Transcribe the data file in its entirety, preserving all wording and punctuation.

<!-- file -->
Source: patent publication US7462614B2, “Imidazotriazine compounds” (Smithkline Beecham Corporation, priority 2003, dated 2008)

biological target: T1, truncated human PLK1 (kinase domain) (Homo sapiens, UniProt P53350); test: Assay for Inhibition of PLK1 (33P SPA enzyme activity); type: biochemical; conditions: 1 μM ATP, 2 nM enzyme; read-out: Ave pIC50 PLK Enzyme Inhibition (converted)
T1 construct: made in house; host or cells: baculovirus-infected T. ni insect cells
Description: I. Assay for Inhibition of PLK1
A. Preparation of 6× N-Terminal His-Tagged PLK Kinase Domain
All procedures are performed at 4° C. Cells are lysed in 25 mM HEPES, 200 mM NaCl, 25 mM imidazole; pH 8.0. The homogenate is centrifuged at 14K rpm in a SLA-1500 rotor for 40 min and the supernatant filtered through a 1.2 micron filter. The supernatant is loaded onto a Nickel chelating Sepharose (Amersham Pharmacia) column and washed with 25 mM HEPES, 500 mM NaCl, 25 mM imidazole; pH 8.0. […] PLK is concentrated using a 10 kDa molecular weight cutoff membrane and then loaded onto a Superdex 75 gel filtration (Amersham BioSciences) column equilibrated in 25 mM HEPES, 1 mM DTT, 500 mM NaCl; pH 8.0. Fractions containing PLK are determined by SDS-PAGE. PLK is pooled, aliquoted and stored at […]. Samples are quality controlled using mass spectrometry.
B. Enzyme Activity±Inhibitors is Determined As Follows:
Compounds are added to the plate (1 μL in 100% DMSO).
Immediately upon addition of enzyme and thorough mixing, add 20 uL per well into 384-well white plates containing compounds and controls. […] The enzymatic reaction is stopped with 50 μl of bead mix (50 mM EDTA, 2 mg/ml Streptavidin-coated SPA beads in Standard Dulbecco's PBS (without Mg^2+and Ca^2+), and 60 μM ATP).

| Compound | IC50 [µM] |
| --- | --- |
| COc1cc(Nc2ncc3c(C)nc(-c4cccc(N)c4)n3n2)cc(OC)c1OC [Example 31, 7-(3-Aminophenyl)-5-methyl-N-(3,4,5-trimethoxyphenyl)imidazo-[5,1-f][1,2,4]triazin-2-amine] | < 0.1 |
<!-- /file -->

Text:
Source: patent publication US7462614B2, “Imidazotriazine compounds” (Smithkline Beecham Corporation, priority 2003, dated 2008)

biological target: T1, truncated human PLK1 (kinase domain) (Homo sapiens, UniProt P53350); test: Assay for Inhibition of PLK1 (33P SPA enzyme activity); type: biochemical; conditions: 1 μM ATP, 2 nM enzyme; read-out: Ave pIC50 PLK Enzyme Inhibition (converted)
T1 construct: made in house; host or cells: baculovirus-infected T. ni insect cells
Description: I. Assay for Inhibition of PLK1
A. Preparation of 6× N-Terminal His-Tagged PLK Kinase Domain
All procedures are performed at 4° C. Cells are lysed in 25 mM HEPES, 200 mM NaCl, 25 mM imidazole; pH 8.0. The homogenate is centrifuged at 14K rpm in a SLA-1500 rotor for 40 min and the supernatant filtered through a 1.2 micron filter. The supernatant is loaded onto a Nickel chelating Sepharose (Amersham Pharmacia) column and washed with 25 mM HEPES, 500 mM NaCl, 25 mM imidazole; pH 8.0. […] PLK is concentrated using a 10 kDa molecular weight cutoff membrane and then loaded onto a Superdex 75 gel filtration (Amersham BioSciences) column equilibrated in 25 mM HEPES, 1 mM DTT, 500 mM NaCl; pH 8.0. Fractions containing PLK are determined by SDS-PAGE. PLK is pooled, aliquoted and stored at […]. Samples are quality controlled using mass spectrometry.
B. Enzyme Activity±Inhibitors is Determined As Follows:
Compounds are added to the plate (1 μL in 100% DMSO).
Immediately upon addition of enzyme and thorough mixing, add 20 uL per well into 384-well white plates containing compounds and controls. […] The enzymatic reaction is stopped with 50 μl of bead mix (50 mM EDTA, 2 mg/ml Streptavidin-coated SPA beads in Standard Dulbecco's PBS (without Mg^2+and Ca^2+), and 60 μM ATP).

| Compound | IC50 [µM] |
| --- | --- |
| COc1cc(Nc2ncc3c(C)nc(-c4cccc(N)c4)n3n2)cc(OC)c1OC [Example 31, 7-(3-Aminophenyl)-5-methyl-N-(3,4,5-trimethoxyphenyl)imidazo-[5,1-f][1,2,4]triazin-2-amine] | < 0.1 |